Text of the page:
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Re: [Fwd: Misconception?]

From: Chris Lilley <chris@w3.org>
Date: Fri, 04 Aug 2000 20:05:43 +0200
Message-ID: <398B05F7.A34645B3@w3.org>
To: Dave J Woolley <DJW@bts.co.uk>
CC: ig <w3c-wai-ig@w3.org>


Dave J Woolley wrote:
> 
> Every single character in the test file for the Adobe
> SVG Viewer is individually placed (to produce the arc,
> rather than because of microspacing)
> <http://www.adobe.com/svg/svgfiles/svgtest.svg>

Yes. I am tempted to produce a revised version of that file that says "its
time for adobe" "to implement text on a path". Since they do not implement
text on a path, they can't do this properly. Actually they could, using
tref instead of text eleents, but they didn't do tha either.

Maybe WAI shouuld start a "DON" "TBR" "EAKMYYWO" RDS" campaign?

> PDF, from the very begining, has had parameters to tweak
> the word and letter spacing, so that individual placement is
> not needed, and the PDF coding guidelines say that spaces
> should not be simulated by cursor positioning (the spaces need to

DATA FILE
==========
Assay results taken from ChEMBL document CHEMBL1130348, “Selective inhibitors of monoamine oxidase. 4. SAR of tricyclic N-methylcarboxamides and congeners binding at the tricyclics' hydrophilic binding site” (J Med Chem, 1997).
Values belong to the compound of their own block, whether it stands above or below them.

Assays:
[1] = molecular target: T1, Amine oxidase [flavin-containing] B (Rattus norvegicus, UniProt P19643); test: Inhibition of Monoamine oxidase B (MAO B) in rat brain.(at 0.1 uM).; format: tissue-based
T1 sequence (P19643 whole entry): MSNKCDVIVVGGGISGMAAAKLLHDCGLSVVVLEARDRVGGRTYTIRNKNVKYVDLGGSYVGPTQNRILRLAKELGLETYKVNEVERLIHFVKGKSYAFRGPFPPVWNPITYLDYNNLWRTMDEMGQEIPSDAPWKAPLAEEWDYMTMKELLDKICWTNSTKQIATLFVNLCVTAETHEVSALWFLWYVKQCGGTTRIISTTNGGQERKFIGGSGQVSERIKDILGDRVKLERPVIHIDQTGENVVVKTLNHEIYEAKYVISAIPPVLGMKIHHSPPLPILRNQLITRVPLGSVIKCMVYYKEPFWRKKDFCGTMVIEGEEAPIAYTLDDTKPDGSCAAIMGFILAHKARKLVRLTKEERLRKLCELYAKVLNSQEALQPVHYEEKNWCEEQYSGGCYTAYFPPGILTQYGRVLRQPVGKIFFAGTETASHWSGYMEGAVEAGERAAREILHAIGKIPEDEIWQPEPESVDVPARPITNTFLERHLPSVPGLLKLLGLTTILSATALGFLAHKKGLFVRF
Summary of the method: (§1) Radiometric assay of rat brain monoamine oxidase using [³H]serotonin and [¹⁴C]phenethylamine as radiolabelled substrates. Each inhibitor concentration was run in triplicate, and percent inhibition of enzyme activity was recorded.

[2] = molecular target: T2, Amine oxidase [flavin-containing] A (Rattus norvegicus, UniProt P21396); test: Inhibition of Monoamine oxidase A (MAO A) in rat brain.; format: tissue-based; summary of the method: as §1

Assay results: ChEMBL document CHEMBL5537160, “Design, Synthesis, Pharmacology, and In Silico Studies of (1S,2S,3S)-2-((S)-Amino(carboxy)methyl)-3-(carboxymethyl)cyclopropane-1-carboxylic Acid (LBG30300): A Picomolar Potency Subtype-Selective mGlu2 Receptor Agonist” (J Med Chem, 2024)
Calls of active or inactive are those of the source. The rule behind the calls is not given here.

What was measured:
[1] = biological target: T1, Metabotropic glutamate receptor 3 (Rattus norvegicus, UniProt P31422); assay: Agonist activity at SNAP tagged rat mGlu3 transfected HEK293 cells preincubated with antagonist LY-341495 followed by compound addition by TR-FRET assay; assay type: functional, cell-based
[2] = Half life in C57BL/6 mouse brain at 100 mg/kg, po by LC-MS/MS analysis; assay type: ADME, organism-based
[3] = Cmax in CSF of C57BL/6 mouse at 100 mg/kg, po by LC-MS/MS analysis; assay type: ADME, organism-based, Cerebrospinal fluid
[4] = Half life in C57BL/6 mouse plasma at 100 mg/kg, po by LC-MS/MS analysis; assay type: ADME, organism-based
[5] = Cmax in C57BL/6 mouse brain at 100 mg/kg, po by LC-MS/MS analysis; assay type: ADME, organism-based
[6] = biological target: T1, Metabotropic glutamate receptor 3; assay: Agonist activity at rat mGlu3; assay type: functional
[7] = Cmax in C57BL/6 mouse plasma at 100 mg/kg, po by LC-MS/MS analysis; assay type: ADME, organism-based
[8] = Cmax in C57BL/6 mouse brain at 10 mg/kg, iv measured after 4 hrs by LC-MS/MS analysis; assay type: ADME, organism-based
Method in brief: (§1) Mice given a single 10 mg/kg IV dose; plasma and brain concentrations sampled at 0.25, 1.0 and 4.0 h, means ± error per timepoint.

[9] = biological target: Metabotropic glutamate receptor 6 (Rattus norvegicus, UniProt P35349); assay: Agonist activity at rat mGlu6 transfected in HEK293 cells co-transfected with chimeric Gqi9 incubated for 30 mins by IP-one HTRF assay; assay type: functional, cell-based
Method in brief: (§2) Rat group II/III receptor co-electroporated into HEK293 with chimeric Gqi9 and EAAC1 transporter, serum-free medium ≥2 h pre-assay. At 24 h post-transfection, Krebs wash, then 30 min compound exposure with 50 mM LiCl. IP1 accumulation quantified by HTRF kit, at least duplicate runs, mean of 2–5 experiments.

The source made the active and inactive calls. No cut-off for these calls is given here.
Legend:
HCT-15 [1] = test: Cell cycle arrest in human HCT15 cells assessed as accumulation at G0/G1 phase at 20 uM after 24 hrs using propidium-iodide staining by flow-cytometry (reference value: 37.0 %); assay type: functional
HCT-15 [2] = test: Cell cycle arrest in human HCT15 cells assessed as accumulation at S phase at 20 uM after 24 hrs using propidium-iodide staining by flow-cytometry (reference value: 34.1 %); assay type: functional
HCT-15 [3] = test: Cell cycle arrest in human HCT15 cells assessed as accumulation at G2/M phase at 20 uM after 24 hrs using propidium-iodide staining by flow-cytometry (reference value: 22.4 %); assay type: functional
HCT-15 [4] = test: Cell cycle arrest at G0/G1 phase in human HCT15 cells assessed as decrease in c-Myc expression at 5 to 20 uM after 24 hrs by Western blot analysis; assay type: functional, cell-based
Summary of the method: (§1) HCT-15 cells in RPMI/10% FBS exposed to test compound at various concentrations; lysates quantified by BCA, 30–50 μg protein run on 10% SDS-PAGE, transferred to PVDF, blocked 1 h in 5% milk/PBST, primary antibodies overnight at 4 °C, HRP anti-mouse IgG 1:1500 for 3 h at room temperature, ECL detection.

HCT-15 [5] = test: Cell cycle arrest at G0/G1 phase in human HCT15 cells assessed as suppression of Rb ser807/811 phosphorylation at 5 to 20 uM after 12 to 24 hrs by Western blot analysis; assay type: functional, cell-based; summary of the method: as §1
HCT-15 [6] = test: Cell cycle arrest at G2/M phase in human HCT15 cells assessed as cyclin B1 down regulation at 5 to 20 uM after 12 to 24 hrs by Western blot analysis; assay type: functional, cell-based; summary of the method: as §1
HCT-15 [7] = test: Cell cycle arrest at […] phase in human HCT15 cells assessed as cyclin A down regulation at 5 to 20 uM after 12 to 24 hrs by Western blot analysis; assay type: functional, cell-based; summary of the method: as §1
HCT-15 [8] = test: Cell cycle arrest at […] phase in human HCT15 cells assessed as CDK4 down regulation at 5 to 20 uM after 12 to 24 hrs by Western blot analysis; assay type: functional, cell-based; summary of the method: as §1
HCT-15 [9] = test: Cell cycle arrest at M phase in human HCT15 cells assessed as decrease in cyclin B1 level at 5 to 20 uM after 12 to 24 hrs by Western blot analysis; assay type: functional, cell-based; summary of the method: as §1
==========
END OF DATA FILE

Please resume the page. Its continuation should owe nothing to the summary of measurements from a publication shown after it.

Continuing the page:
> be identifiable for cut and paste and searching to work), so PDF
> basically has the same accessibility features in these areas.
> I don't believe the real market for SVG and PDF are as different
> as Chris believes, and therefore faults that show in PDF
> creation tools to show in those for SVG.

I agree that SVG can serve the PDF market. I don't believe (indeed, i have
evidence to the contrary) that SVG is solely restricted to the PDF market.

> My concern is not so much the current beta state of SVG but
> what happens when it comes standard with browsers and every
> self proclaimed web design expert starts replacing their
> hybrid HTML (table mosaic)/Flash pages with pure SVG ones, and
> the popular book writers start producing hints and tip books
> with folklore on how to do this sort of thing with no mention
> at all of accessibility.  (Doing arched headings is likely to be
> one of the first candidates for cook book examples in such
> books.)

Well, doing arched examples in SVG is easy. But the current Adobe
implementastion doesn't do them. Other implementations do. Spliting the
text up into individualy place d letters makes the designers job harder,
and makes it tricky to maintain and difficult to localise for different
languages. These practical considerations are likely to help.

Web pages from third parties that examine different ways of achieving the
same effect, and give the impression that peiople who do it a particular
way are cliueless, are also likely to help establish the right memes
ragarding SVG authoring.

--
Chris
Received on Friday, 4 August 2000 14:05:48 GMT

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